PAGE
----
About the Authors

Sonya Norman, PhD, is director of the PTSD Consultation Program for the National Center for PTSD and an associate professor of psychiatry at the University of California, San Diego (UCSD). She earned her doctorate in counseling psychology at Stanford University. Dr. Norman previously directed the PTSD treatment program for Veterans who served in Iraq and Afghanistan for the San Diego VA. Her primary areas of research are in psychotherapies that treat PTSD and commonly co-occurring problems such as substance use disorders, posttraumatic guilt, and in treating PTSD in recently deployed Veterans. 

Belle Zaccari, PsyD, is a second year psychology research fellow in the Mental Illness Research, Education, and Clinical Center (MIRECC) in the Veterans Administration Portland Health Care System (VAPORHCS). Dr. Zaccari earned her doctorate in clinical psychology at the Adler School of Professional Psychology in Chicago and completed her pre-doctoral internship at the Southern Arizona Psychology Internship Center in Tucson. She is interested in the field of complementary and integrative health (CIH) in the VA and is piloting a study examining yoga as a complementary/alternative medicine (CAM) for the treatment of post-traumatic stress disorder (PTSD). She also collaborates on research investigating co-occurring PTSD and traumatic brain injury (TBI). Her clinical work specializes in substance use, co-occurring mental health and addictive disorders and CIH approaches to the treatment of trauma in Veteran populations.


  1. Department of Veteran's Affairs. Providing Health Care for Women Veterans: Resources for Non-VA Providers. 2013; http://www.womenshealth.va.gov/WOMENSHEALTH/providers.asp.
  2. Department of Veteran's Affairs. VA Health Care Utilization by Recent Veterans. 2012; http://www.publichealth.va.gov/epidemiology/reports/oefoifond/health-care-utilization/.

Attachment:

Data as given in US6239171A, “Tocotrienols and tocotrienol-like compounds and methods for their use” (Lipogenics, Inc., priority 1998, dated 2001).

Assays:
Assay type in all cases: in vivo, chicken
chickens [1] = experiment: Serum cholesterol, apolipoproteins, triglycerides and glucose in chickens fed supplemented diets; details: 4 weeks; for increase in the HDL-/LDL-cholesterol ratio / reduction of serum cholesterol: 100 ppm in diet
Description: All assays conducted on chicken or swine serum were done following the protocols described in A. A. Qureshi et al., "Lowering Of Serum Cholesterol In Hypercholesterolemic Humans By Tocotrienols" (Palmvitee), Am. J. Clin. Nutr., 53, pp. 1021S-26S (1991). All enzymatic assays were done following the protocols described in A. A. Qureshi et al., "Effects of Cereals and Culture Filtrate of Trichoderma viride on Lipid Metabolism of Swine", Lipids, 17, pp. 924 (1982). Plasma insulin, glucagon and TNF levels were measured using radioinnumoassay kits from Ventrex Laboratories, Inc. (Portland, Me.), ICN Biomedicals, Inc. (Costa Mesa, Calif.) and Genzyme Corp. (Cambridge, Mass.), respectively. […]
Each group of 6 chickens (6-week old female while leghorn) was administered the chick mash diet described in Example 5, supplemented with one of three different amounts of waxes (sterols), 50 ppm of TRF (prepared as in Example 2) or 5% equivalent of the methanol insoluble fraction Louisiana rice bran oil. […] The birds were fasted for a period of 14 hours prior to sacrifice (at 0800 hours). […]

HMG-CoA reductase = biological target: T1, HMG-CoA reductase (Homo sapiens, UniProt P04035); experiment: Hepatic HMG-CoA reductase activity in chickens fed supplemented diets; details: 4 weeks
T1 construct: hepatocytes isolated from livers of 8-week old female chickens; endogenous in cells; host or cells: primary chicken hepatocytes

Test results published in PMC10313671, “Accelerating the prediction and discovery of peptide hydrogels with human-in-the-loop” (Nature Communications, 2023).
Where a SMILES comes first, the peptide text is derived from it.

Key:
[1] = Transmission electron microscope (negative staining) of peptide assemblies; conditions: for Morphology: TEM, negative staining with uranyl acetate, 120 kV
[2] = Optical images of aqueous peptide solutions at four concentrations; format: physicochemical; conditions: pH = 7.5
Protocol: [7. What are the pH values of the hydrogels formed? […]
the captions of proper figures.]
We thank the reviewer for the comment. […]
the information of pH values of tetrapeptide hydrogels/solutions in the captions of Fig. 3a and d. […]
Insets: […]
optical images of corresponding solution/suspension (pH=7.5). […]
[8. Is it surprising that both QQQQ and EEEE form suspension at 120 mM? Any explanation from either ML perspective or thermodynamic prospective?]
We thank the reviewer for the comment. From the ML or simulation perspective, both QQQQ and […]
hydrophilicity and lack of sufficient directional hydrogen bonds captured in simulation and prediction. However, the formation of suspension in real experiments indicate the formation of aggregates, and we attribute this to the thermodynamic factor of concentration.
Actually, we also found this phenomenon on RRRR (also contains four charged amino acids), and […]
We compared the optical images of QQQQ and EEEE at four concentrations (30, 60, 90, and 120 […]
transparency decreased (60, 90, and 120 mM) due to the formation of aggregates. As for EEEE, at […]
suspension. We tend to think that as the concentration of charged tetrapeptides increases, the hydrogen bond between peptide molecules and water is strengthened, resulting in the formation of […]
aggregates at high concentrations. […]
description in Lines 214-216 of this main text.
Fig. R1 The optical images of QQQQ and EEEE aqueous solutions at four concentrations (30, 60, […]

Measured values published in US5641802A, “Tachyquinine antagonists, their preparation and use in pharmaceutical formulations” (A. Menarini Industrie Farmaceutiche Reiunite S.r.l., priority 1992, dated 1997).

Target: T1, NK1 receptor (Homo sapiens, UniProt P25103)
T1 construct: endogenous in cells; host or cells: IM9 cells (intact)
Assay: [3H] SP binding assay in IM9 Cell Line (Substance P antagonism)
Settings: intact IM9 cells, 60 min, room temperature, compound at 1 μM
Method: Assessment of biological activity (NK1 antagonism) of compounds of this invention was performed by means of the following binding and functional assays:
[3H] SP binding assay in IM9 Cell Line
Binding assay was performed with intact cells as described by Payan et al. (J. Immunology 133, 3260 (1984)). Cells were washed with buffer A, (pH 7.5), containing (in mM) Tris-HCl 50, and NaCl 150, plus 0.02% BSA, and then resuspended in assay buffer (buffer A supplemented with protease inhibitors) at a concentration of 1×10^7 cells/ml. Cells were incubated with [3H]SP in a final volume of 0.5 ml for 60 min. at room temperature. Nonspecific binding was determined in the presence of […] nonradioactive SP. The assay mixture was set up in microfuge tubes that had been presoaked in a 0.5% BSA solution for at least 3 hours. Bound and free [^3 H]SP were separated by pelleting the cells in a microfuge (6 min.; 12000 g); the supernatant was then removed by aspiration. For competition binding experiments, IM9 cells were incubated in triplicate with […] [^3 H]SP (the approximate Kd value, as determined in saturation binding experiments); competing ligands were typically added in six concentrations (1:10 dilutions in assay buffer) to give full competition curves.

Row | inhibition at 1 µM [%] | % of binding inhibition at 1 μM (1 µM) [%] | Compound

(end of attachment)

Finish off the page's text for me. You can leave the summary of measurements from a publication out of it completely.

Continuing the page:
3. Tanielian, T.L., Farris, C. Epley, C., Farmer, C. M., Robinson, E., Engel, E., Robbins, M. W., & Jaycox, L.H. Ready to Serve: Community-Based Provider Capacity to Deliver Culturally Competent, Quality Mental Health Care to Veterans and Their Families. RAND Corporation; RR-806-UNHF. Santa Monica, CA: November 2014.
  4. Miller, M.W., et al., The Prevalence and Latent Structure of Proposed DSM-5 Posttraumatic Stress Disorder Symptoms in US National and Veteran Samples. Psychological Trauma: Theory, Research, and Practice, 2012. 5(6): p. 501-512.
  5. Maguen, S., and Litz, B. (2012). Moral injury in veterans of war. PTSD Research Quarterly23(1), 1-6. 
  6. Hendin, H. and Haas, A.P., Suicide and Guilt as Manifestations of PTSD. American Journal of Psychiatry, 1991. 148(5): p. 586-591.
  7. Bryan, C.J., Ray-Sannerud, B., Morrow, C.E., and Etienne, N., Guilt is more strongly associated with suicidal ideation among military personnel with direct combat exposure. Journal of Affective Disorders, 2013. 148(1): p. 37-41.
  8. Bryan, C.J., Morrow, C.E., Etienne, N., and Ray‐Sannerud, B., Guilt, shame, and suicidal ideation in a military outpatient clinical sample. Depression and Anxiety, 2013. 30(1): p. 55-60.
  9. Norman, S. B., Means-Christensen, A. J., Craske, M. G., Sherbourne, C. D., Roy-Byrne, P. P., & Stein, M. B. (2006). Associations between psychological trauma and physical illness in primary care. Journal of Traumatic Stress, 19, 461-470. doi:10.1002/jts.20129.